Fraunhofer IIS Becomes Axia Partner

Respected German tech developer adds Livewire™ to broadcast products.

06 September 2007, Cleveland Ohio, USA

Germany’s well-known Fraunhofer-IIS research organization is the latest broadcast technology provider to become an Axia Audio partner.

According to Alexander Zink, Product Director of Fraunhofer’s ContentServer systems, Fraunhofer plans on implementing the Livewire standard for IP-Audio connectivity into their broadcast server solutions, making it possible for broadcasters with Axia IP-Audio networks to integrate with Fraunhofer ContentServer products using a single, simple Ethernet connection.

“Broadcasters employing Fraunhofer broadcast solutions will benefit greatly from the inclusion of Livewire technology,” says Zink. “The tight integration of IP-based audio distribution into our professional broadcast server solutions will provide broadcasters with a convenient way of uniformly handling audio distribution in the studio infrastructure — right up to final broadcast encoding.”

“Axia and our parent company, Telos, have enjoyed a long and fruitful relationship with Fraunhofer, beginning with our introduction of MP3 technology to the broadcasting community in the early Nineties,” says Axia President Michael “Catfish” Dosch. “FhG’s commitment to including the Livewire networking standard in their broadcast products signals a new way for Axia clients to easily add professional content delivery systems to their networks.”

According to Zink, “Fraunhofer ContentServer solutions provide very sophisticated data application handling, automation features, security features and real-time audio encoding. Since these servers are typically located in a studio or a network provider’s playout center, it stands to reason that integration with modern audio distribution systems like Axia will be a major benefit to our mutual clients. Our ContentServer broadcast solutions are in operation at many well-known stations and network providers, such as Deutsche Welle, bce/RTL Group, VT Communications, DeutschlandRadio, Antenne Bayern/ROCKANTENNE, several public broadcast stations from the ARD group, most German Digital Radio multiplex operators, and many more.” Fraunhofer’s broadcast solutions include Fraunhofer ContentServers designed for Digital Radio Mondiale, DAB, and digital multimedia broadcasting (DMB) applications such as Mobile TV.

Fraunhofer IIS joins a growing list of Axia partners ( offering hardware and software products that integrate with Axia IP-Audio networks. Axia networks are now in use in over 500 broadcast studios; Axia products include a family of microphone, analog line and AES/EBU “audio nodes” and DSP mix engines, routing control and administration software, and the popular Element™ modular studio console. For more information, visit or contact Clark Novak at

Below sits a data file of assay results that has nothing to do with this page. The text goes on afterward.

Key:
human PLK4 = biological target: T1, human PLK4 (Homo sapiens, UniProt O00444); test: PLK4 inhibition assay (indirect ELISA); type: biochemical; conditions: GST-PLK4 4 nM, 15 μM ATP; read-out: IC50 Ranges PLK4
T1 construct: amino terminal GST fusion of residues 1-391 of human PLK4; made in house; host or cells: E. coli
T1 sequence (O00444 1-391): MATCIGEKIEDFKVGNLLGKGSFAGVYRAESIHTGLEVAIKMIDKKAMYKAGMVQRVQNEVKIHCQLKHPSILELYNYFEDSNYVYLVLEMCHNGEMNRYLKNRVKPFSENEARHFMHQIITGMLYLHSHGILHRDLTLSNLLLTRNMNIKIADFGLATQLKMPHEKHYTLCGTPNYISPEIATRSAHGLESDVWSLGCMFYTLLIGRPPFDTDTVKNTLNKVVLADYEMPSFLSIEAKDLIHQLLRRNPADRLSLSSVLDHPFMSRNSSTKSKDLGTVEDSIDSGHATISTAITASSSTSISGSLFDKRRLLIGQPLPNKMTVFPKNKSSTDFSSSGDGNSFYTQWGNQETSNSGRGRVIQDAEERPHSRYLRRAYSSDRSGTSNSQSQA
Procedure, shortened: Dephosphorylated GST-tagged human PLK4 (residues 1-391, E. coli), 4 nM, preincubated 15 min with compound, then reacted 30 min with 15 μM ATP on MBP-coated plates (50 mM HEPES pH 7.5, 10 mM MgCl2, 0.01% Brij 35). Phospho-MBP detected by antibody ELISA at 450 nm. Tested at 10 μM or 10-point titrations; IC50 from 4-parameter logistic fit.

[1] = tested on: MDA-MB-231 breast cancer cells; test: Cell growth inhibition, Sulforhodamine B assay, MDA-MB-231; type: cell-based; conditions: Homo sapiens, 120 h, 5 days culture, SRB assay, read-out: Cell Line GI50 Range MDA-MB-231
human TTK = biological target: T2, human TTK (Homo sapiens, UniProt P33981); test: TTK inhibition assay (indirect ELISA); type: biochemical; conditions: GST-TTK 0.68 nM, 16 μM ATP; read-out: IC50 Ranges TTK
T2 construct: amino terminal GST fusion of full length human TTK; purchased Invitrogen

Axia, a Telos company, builds Ethernet-based professional IP-Audio products for broadcast, production, sound-reinforcement and commercial audio applications. Products include digital audio routers, on-air control surfaces, DSP mixers and processors and software for configuring, managing, and interfacing networked audio systems.

About Fraunhofer IIS: Founded in 1985, the Fraunhofer Institute for Integrated Circuits IIS in Erlangen, with its 480 staff members, ranks first in employees and revenues among the Fraunhofer Institutes. Fraunhofer IIS has achieved worldwide recognition for the development of the audio coding method mp3. Fraunhofer IIS provides research services on a contract basis and licenses technology in the areas of audio and video source coding, multimedia realtime systems, digital radio broadcasting and digital cinema systems, integrated circuits and sensor systems, design automation, wireless, wired and optical networks, localization and navigation, imaging systems and nanofocus X-ray technology, high-speed cameras, medical sensor solutions, and communications technology in transport and logistics. Its budget of 58 million Euro is financed primarily by projects from industry and public institutions, with less than 20 percent subsidized by state and federal funds. For more information visit